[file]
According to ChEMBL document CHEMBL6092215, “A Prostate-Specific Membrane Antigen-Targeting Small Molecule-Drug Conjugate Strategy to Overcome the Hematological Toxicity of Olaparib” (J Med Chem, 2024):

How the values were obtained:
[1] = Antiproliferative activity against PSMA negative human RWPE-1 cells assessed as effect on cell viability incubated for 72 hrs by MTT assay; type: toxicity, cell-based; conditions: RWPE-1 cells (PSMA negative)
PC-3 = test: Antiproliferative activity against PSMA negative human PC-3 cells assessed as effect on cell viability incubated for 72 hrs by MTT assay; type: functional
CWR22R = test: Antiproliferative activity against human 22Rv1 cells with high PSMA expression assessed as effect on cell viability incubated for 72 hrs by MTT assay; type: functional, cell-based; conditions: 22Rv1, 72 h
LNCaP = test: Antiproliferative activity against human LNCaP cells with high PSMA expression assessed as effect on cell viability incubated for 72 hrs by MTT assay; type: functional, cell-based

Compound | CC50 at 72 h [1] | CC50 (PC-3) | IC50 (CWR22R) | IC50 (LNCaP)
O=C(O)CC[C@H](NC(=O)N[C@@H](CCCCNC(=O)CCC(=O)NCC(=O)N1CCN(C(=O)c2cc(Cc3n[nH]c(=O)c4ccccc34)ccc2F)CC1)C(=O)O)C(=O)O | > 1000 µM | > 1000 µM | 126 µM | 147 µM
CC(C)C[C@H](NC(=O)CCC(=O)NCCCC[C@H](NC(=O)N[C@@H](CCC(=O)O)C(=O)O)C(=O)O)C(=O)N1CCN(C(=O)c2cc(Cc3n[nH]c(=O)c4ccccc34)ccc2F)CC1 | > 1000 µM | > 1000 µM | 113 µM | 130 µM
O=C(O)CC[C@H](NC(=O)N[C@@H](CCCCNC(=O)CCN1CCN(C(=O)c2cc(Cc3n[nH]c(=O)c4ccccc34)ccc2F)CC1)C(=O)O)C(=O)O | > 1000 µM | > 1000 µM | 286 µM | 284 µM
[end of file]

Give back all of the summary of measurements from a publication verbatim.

According to ChEMBL document CHEMBL6092215, “A Prostate-Specific Membrane Antigen-Targeting Small Molecule-Drug Conjugate Strategy to Overcome the Hematological Toxicity of Olaparib” (J Med Chem, 2024):

How the values were obtained:
[1] = Antiproliferative activity against PSMA negative human RWPE-1 cells assessed as effect on cell viability incubated for 72 hrs by MTT assay; type: toxicity, cell-based; conditions: RWPE-1 cells (PSMA negative)
PC-3 = test: Antiproliferative activity against PSMA negative human PC-3 cells assessed as effect on cell viability incubated for 72 hrs by MTT assay; type: functional
CWR22R = test: Antiproliferative activity against human 22Rv1 cells with high PSMA expression assessed as effect on cell viability incubated for 72 hrs by MTT assay; type: functional, cell-based; conditions: 22Rv1, 72 h
LNCaP = test: Antiproliferative activity against human LNCaP cells with high PSMA expression assessed as effect on cell viability incubated for 72 hrs by MTT assay; type: functional, cell-based

Compound | CC50 at 72 h [1] | CC50 (PC-3) | IC50 (CWR22R) | IC50 (LNCaP)
O=C(O)CC[C@H](NC(=O)N[C@@H](CCCCNC(=O)CCC(=O)NCC(=O)N1CCN(C(=O)c2cc(Cc3n[nH]c(=O)c4ccccc34)ccc2F)CC1)C(=O)O)C(=O)O | > 1000 µM | > 1000 µM | 126 µM | 147 µM
CC(C)C[C@H](NC(=O)CCC(=O)NCCCC[C@H](NC(=O)N[C@@H](CCC(=O)O)C(=O)O)C(=O)O)C(=O)N1CCN(C(=O)c2cc(Cc3n[nH]c(=O)c4ccccc34)ccc2F)CC1 | > 1000 µM | > 1000 µM | 113 µM | 130 µM
O=C(O)CC[C@H](NC(=O)N[C@@H](CCCCNC(=O)CCN1CCN(C(=O)c2cc(Cc3n[nH]c(=O)c4ccccc34)ccc2F)CC1)C(=O)O)C(=O)O | > 1000 µM | > 1000 µM | 286 µM | 284 µM